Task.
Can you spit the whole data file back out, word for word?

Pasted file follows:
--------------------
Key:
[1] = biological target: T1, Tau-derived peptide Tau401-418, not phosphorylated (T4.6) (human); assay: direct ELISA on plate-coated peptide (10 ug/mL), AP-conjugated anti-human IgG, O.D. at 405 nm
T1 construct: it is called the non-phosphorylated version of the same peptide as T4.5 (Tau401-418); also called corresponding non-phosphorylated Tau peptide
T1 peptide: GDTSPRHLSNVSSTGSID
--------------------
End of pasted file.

Key:
[1] = biological target: T1, Tau-derived peptide Tau401-418, not phosphorylated (T4.6) (human); assay: direct ELISA on plate-coated peptide (10 ug/mL), AP-conjugated anti-human IgG, O.D. at 405 nm
T1 construct: it is called the non-phosphorylated version of the same peptide as T4.5 (Tau401-418); also called corresponding non-phosphorylated Tau peptide
T1 peptide: GDTSPRHLSNVSSTGSID